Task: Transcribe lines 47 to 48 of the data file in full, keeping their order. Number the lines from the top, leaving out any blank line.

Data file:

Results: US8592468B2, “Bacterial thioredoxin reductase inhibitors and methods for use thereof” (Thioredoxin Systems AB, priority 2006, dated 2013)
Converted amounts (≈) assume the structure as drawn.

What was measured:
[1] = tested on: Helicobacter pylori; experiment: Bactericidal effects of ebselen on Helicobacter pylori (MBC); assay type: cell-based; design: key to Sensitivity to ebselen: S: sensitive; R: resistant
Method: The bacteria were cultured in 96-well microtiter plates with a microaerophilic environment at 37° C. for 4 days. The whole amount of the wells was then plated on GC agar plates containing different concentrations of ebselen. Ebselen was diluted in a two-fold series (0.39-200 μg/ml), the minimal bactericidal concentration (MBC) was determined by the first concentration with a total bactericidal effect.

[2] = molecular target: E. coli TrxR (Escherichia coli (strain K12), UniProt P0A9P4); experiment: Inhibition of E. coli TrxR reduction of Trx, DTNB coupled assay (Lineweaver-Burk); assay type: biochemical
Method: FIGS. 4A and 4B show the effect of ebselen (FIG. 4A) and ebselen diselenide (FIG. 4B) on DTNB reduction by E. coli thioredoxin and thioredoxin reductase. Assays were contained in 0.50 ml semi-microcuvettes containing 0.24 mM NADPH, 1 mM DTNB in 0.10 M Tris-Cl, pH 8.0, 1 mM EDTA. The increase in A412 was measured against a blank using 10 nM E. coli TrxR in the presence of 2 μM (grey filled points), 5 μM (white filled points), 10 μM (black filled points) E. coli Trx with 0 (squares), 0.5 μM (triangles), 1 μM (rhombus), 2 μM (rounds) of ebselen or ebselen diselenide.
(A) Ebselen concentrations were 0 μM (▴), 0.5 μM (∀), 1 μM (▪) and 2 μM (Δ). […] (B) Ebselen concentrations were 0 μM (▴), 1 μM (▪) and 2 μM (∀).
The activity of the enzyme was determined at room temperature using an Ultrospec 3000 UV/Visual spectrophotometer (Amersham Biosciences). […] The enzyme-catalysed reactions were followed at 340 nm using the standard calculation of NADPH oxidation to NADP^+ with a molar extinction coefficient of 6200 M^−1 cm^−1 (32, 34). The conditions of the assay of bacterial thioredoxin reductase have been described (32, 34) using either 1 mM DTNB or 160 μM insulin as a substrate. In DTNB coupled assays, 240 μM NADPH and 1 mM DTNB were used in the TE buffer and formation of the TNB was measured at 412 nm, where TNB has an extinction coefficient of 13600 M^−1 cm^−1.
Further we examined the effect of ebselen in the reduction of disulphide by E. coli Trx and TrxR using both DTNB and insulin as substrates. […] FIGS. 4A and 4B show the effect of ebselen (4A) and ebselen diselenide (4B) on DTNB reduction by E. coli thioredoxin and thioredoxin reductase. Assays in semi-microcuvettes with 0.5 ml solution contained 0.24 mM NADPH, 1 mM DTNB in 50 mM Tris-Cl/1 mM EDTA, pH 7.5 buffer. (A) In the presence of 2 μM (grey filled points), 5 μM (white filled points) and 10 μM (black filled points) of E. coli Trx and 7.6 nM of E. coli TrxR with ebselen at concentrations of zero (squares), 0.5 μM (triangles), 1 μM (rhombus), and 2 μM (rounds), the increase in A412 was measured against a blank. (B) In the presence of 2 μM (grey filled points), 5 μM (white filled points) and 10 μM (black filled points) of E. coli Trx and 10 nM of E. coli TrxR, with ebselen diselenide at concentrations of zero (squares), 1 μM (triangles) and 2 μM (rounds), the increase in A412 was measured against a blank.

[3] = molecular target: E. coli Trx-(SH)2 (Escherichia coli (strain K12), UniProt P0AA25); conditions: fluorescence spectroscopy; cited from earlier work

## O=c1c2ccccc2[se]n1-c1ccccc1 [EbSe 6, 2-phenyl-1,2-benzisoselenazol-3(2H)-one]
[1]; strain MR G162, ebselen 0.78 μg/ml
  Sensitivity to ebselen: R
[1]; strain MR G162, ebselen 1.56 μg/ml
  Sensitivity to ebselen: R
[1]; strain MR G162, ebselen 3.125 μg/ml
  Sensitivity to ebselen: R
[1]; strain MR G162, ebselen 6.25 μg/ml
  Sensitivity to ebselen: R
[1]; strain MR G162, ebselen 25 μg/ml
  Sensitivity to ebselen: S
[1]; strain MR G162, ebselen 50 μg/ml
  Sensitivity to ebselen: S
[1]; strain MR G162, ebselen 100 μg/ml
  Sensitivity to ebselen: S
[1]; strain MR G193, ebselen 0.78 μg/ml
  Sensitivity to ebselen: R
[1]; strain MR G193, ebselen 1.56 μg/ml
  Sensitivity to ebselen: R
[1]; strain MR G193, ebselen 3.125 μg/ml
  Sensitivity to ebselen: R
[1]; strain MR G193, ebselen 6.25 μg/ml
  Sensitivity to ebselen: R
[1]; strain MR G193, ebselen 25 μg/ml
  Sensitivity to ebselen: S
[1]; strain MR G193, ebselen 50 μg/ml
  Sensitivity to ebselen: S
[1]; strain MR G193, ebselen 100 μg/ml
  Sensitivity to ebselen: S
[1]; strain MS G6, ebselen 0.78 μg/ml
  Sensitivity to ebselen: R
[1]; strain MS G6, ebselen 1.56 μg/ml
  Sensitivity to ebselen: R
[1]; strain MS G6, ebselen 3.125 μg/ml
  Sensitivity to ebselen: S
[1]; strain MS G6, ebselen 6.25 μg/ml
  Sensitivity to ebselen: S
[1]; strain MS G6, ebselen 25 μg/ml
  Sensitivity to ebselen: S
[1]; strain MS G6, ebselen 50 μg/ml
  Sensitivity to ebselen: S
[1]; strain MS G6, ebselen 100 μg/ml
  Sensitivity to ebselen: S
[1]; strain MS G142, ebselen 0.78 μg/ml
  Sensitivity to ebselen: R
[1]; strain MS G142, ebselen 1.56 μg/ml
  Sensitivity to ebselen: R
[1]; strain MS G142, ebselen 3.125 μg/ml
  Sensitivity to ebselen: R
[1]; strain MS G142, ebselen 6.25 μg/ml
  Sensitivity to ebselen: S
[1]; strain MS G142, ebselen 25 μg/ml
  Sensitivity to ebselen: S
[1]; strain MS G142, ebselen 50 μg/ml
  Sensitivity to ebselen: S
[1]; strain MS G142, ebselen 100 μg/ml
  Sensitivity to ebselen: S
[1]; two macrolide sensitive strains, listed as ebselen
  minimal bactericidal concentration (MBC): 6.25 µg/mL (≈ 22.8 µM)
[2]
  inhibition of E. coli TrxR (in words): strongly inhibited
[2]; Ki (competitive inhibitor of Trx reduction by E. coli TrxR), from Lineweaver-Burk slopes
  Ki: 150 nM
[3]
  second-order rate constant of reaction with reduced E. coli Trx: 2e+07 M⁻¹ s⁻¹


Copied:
[1]; strain MS G6, ebselen 6.25 μg/ml
  Sensitivity to ebselen: S